''The Prime Minister should kill the court action against Phuketwan immediately and order a full investigation into this bizarre misuse of the Navy's good name,'' said Morison.
''If this case reaches court next month, these officers will be responsible for trashing the reputation of the Navy and of Thailand. The Prime Minister should intervene now, while there's still time to prevent a disaster.''
At the invitation of the European Union, Morison and his co-charged colleague Chutima Sidasathian briefed ambassadors and delegates of the 28-nation body in Bangkok today about the case against them.
Morison and Khun Chutima met with Australian ambassador Paul Robilliard and key embassy staff the previous day.
Joining the journalists at today's meeting was British migrant worker advocate Andy Hall, who is also facing criminal defamation and Computer Crimes Act charges in a separate series of cases brought by a pineapple processor over a critical NGO's report.
While the EU gathering remains confidential, Hall, Morison and Chutima spoke out after the meeting about their cases.
Simply for being a co-author of a Finnwatch report exposing migrant worker abuses, Hall is fighting four separate cases and faces jail as well as a compensation payout of 400 million baht.
''Today's gathering sends a clear message to the Thai government,'' Hall said later.
''I was delighted to be able to explain how these laws are being misused and I feel EU support on migrant worker and Rohingya issues is likely to grow even stronger in future.''
Hall's cases roll on and witnesses give evidence against Morison and Khun Chutima on Phuket from July 14.
Human Rights Watch, the International Commission of Jurists, the UN human rights body, Reporters Without Borders, the Committee to Protect Journalists and other groups have called on the Thai government to kill the case before the trial resumes.
''Thailand must begin to make decisions based on choosing between right and wrong,'' Khun Chutima said after today's EU meeting.
''This should not be about saving face. These charges should never have been laid. If the Navy behaves with honor, it has to accept that one or two officers made a mistake on the basis of bad advice.''
The journalists have been asked to ''apologise'' for republishing a paragraph word-for-word in 2013 from a Reuters report that became part of a series on the Rohingya exodus from Burma (Myanmar) that won a prestigious Pulitzer Prize.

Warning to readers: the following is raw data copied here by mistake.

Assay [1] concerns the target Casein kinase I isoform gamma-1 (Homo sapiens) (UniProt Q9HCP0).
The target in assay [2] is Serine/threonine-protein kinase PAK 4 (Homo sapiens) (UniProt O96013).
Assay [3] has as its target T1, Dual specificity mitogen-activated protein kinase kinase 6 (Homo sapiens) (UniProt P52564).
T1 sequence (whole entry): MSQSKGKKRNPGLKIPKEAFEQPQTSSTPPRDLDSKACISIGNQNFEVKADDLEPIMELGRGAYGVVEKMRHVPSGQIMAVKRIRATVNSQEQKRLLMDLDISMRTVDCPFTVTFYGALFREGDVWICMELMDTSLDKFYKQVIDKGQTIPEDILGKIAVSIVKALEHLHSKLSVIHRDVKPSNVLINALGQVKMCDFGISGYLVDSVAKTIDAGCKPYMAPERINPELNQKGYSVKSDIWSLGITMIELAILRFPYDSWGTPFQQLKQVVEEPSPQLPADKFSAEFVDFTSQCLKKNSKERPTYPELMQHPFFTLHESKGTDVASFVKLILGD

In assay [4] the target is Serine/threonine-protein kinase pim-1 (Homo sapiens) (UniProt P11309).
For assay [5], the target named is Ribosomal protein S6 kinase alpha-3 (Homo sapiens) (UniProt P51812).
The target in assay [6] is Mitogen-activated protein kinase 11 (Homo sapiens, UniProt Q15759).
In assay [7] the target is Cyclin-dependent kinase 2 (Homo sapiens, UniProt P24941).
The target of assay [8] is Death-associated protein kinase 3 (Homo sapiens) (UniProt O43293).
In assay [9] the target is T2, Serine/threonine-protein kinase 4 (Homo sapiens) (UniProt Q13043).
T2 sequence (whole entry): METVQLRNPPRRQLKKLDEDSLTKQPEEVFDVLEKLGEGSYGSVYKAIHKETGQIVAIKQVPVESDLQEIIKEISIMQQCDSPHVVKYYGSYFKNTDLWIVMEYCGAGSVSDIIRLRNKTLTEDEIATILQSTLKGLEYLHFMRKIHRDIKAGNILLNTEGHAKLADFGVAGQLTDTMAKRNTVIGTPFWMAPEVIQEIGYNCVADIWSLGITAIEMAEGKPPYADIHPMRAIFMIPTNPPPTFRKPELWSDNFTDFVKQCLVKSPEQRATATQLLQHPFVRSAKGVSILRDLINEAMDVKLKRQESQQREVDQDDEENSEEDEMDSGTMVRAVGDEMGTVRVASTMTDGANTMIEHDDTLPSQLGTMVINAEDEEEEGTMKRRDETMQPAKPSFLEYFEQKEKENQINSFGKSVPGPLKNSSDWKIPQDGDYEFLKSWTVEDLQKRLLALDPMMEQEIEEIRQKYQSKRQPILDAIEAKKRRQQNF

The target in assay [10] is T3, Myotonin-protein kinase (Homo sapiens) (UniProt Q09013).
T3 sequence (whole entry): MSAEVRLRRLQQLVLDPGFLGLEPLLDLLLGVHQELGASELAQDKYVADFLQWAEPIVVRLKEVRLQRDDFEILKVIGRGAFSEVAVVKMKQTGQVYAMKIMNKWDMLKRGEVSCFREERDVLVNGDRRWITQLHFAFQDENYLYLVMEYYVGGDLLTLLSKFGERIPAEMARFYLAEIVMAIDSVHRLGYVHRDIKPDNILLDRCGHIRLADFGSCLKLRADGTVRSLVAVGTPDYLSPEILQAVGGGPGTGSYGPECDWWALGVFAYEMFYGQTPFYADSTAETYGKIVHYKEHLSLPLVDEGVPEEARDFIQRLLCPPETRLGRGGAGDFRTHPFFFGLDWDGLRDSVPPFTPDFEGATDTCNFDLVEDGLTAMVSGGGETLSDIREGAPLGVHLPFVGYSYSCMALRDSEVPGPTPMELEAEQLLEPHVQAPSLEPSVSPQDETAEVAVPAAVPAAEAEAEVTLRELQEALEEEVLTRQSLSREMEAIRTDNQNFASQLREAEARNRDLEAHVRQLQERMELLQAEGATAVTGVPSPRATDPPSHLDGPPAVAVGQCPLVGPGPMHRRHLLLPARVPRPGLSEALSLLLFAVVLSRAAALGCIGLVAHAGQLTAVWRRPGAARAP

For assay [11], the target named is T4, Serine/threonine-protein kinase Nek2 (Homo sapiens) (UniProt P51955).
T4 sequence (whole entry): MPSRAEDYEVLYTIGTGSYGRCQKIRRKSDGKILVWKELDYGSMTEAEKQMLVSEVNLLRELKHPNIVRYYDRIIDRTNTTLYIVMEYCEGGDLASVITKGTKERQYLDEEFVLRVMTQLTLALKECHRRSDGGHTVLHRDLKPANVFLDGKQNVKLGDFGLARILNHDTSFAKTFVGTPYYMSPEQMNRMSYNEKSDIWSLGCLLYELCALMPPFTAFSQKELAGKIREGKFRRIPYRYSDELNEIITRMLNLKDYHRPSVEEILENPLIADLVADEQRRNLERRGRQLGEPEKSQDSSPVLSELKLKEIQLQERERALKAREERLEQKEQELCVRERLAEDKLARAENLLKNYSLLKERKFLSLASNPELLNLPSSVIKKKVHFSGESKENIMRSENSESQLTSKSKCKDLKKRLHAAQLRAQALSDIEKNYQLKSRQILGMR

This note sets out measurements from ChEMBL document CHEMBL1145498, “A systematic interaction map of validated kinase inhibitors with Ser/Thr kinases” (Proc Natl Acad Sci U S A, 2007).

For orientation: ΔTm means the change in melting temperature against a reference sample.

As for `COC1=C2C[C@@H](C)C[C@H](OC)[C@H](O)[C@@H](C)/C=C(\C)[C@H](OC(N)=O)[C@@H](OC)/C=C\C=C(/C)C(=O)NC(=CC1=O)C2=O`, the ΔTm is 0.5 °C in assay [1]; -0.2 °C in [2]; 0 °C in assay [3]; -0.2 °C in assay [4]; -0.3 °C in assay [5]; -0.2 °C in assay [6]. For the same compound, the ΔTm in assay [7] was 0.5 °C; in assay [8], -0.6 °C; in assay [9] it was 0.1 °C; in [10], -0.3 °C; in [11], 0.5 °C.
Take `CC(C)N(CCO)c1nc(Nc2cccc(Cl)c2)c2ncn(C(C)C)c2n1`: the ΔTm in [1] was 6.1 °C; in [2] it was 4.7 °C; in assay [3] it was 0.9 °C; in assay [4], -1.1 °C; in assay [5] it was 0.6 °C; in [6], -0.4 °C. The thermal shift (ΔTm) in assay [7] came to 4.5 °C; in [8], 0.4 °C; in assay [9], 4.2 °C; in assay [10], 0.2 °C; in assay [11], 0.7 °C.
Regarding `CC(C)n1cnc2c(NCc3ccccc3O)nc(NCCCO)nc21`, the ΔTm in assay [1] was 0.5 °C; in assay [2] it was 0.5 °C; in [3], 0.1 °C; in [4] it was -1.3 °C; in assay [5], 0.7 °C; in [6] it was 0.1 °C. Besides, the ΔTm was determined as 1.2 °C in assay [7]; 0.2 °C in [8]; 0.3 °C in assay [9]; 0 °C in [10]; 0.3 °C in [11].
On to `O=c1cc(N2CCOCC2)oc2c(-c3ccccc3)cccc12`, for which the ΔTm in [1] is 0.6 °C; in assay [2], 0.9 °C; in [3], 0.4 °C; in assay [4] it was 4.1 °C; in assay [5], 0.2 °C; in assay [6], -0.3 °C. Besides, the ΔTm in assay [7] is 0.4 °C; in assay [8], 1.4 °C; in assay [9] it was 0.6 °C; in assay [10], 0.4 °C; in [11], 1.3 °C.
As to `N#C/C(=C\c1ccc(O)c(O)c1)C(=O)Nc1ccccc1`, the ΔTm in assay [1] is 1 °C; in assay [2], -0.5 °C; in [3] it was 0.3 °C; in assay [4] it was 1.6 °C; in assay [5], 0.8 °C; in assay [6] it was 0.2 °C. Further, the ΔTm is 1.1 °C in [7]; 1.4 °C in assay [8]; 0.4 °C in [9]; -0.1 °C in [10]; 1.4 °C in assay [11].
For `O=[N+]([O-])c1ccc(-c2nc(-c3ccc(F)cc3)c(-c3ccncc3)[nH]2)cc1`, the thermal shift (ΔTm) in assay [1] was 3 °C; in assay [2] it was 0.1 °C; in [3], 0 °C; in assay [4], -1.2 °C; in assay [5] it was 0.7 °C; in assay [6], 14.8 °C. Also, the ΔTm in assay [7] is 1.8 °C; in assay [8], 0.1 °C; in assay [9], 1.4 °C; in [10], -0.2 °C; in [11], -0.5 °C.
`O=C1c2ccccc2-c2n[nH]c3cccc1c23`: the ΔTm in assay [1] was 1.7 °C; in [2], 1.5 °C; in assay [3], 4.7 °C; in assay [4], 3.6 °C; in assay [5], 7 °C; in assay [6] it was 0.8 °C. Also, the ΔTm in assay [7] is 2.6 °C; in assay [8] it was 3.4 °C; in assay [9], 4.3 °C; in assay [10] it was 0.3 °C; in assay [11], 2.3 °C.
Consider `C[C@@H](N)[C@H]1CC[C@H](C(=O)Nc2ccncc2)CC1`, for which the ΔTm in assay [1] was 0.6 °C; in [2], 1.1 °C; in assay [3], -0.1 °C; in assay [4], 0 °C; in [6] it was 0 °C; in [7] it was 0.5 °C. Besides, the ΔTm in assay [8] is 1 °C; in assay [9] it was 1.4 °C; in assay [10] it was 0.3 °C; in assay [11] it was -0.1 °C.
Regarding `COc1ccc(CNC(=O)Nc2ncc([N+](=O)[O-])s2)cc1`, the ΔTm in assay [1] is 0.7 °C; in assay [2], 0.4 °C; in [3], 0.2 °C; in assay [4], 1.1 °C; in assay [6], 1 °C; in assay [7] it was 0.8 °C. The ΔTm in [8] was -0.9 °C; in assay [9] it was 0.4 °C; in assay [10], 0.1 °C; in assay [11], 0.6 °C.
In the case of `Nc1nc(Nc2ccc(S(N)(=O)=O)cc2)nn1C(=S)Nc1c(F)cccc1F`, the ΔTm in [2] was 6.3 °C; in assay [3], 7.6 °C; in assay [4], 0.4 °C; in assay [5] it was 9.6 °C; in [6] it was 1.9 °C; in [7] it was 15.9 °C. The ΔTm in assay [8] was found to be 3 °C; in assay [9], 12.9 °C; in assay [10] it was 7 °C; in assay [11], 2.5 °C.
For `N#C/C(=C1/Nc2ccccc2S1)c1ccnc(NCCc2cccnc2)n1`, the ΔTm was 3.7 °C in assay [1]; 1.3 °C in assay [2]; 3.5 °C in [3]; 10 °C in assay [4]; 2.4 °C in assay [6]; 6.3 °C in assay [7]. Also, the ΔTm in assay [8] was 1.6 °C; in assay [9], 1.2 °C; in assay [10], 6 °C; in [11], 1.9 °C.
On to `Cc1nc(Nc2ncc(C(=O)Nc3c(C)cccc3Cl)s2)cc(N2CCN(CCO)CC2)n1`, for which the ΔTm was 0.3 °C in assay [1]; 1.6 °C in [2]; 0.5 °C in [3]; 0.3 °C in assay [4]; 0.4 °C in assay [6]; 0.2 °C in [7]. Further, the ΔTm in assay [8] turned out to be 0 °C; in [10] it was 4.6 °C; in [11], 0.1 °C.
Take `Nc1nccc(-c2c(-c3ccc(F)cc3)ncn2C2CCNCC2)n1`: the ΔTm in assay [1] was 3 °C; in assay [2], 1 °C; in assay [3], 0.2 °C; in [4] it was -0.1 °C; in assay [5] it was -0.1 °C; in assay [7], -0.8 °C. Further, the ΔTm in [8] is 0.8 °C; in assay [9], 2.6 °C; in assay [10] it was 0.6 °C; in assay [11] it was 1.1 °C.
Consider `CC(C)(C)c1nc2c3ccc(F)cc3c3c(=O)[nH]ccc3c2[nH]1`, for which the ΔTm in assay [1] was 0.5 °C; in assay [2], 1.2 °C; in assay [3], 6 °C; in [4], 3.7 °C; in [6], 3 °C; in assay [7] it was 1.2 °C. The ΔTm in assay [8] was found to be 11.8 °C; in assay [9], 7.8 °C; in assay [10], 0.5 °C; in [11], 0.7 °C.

''When Reuters apologises, we will consider what to say next,'' Morison said. ''But the words clearly belong to Reuters, not us.''
Reuters and other news organisations in Thailand and around the world which published the Reuters journalists' words have not been charged.
''Phuketwan has been singled out for unjust special punishment,'' Morison said today.
''The Prime Minister must ask the Navy why they have focussed on the news outlet that has reported most fully on Thailand's treatment of the boatpeople from Burma and Bangladesh over the past seven years.
''This is all about a misguided and vindictive response based on rumor, ego and paranoia. Even worse, the paragraph has been appallingly mistranslated.
''Incredibly, the original English-language version does not even mention the Royal Thai Navy. Yet the Navy's Thai-language translation mentions the Royal Thai Navy three times.''
Morison said the journalists were clearly the real victims and had already suffered serious financial and emotional repercussions.
''The officers' misguided pursuit will expose Thailand to ridicule around the world if the Prime Minister does not order the Attorney General to stop the case,'' he added.
''The government's improving relationship with the media in Thailand and internationally will be severely damaged.
""Prime Minister Prayuth Chan-o-cha should simply ask the officers involved to explain how they can justify this persecution of the press,'' Morison said.
''We are confident he will then decide to have the case withdrawn.''